Companies in every country and every industry have invested heavily in the constantly expanding and evolving technologies available for doing business. This rush to the technological front line may mean moving their sales online, collecting customer information to allow them to target their markets more efficiently, finding efficiencies by sharing information across their companies or outsourcing parts of their business. However, companies are increasingly realising that the data they hold is as much a risk as it is an asset.
High profile cases of companies being hacked from Target, whose data breach in December 2013 affected around 110 million customers, to Sony, who has suffered two significant hacks since 2011 affecting millions of people and together costing Sony over $200 million, to the more recent Ashley Madison, Optimal Payments and TalkTalk cyber-attacks (to name but a few) have put cyber-security concerns into the headlines and into the minds of company directors, their customers and, importantly, regulators.
Where are we?
Governments face an insuperable challenge in creating a legal framework that can protect their citizens in the rapidly changing, ever expanding online world. Data - including the personal and financial details of companies’ customers – is often transferred, processed and stored across multiple jurisdictions causing concerns for customers and regulators (as seen by the recent 'safe harbour' decision by the European Court of Justice).
Those seeking to access this data illegally can have no connection with the targeted company, be in an entirely separate jurisdiction and are often almost impossible to identify. Dealing with these new threats cannot be managed by governments alone; the task will require active engagement from companies, their customers and professional service providers.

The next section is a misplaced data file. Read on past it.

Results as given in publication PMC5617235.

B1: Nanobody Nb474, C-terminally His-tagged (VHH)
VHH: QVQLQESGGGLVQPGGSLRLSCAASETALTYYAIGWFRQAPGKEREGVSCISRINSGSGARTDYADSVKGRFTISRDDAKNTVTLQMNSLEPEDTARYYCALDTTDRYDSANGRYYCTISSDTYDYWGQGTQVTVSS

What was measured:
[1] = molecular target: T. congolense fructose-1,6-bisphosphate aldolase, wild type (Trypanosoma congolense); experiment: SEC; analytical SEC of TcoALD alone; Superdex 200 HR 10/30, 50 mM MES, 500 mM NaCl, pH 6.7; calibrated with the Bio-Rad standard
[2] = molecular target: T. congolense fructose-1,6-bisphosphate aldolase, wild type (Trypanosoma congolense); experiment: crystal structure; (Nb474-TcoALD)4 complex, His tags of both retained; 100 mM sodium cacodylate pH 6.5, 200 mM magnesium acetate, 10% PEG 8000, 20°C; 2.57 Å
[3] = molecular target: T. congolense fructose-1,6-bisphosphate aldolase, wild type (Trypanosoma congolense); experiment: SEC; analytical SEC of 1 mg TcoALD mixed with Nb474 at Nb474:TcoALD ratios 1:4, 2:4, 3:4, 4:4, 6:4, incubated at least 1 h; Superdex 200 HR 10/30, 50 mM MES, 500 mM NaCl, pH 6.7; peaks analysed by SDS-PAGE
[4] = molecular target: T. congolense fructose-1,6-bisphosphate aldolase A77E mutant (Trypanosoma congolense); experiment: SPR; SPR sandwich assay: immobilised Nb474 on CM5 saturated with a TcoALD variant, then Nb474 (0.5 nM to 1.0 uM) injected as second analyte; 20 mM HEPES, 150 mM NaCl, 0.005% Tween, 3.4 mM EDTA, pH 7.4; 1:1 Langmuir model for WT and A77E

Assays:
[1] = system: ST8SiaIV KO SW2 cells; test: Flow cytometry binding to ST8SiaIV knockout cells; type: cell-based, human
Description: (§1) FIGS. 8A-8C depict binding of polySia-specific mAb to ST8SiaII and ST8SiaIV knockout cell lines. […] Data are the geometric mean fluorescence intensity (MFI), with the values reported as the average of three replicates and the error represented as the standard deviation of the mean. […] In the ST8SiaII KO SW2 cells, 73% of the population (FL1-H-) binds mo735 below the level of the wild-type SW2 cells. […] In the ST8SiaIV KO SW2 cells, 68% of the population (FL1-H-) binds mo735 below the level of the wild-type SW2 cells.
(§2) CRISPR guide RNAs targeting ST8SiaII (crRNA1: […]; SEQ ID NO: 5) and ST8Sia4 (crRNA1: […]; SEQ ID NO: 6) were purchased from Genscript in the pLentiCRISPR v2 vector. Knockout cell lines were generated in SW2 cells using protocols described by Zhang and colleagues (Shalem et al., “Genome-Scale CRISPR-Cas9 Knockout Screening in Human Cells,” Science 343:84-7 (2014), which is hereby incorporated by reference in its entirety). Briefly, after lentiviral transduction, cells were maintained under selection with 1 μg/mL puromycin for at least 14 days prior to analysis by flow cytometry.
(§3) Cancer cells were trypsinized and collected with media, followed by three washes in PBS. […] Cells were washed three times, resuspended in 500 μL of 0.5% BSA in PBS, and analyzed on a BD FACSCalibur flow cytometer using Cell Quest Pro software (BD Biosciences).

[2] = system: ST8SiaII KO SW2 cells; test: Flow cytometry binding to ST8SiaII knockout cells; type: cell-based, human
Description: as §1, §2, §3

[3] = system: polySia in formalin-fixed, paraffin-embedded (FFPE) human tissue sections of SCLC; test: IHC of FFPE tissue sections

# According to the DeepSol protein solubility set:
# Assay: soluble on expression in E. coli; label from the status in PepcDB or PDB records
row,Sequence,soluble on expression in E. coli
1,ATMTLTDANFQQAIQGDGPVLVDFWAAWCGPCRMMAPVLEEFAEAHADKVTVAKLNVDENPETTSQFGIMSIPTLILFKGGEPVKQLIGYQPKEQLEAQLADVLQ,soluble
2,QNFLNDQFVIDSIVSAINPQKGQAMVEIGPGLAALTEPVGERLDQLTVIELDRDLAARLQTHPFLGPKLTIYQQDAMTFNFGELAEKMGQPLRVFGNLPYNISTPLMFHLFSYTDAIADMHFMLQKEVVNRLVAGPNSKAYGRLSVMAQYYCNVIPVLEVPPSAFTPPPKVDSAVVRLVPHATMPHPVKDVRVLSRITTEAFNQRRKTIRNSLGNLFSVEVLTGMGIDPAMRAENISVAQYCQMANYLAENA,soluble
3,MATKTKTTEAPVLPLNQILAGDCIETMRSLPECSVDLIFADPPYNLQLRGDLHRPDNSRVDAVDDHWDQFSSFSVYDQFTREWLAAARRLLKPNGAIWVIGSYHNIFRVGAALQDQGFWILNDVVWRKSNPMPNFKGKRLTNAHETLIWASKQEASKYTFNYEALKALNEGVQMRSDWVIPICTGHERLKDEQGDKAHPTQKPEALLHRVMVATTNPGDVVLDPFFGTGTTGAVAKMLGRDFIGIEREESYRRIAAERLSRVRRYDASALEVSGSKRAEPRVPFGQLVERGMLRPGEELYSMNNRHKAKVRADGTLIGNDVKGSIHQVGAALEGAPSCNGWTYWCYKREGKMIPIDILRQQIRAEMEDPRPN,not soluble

Many governments (with industry input) are assisting their national industries to protect themselves by providing advisory programmes with clear statements of what steps companies need to implement to mitigate the risks from common internet based threats.
The UK government has created the voluntary Cyber Essentials Scheme which includes an Assurance Framework through which companies can receive certification to show customers, investors and third parties that they have taken these basic precautions. Certification has been made mandatory for all companies aiming to obtain higher risk supply contracts from the UK. The scheme's adherents include BAE Systems, Barclays and Vodafone.
The Australian Signals Directorate has published its "Strategies to Mitigate Targeted Cyber Intrusions” which contains thirty five practical recommendations including four key strategies that should prevent 85% of cyber intrusions: (i) using application whitelisting to help prevent malicious software and unapproved programs from running; (ii) patching common applications such as Java, PDF viewers, Flash, web browsers and Microsoft Office; (iii) patching operating system vulnerabilities; and (iv) restricting administrative privileges to operating systems and applications.
Whilst it has proven difficult to create a comprehensive federal framework in the US, there have recently been significant moves towards new legislation dealing with cybersecurity. This includes the controversial Cybersecurity Information Sharing Act which is still in the process of being passed but which the US Senate has recently voted in favour of. This act creates a framework for the voluntary sharing of information about cyber threats between private entities and the state (and provides liability protection for participating companies). It has been strongly criticised by a number of civil liberties groups as well as many of the world's largest technology companies on the basis that it would allow the sharing of private information with the government and secret, ad hoc privacy intrusions with little or no real benefit for the detection and prevention of cybercrime.
Compliance with legal requirements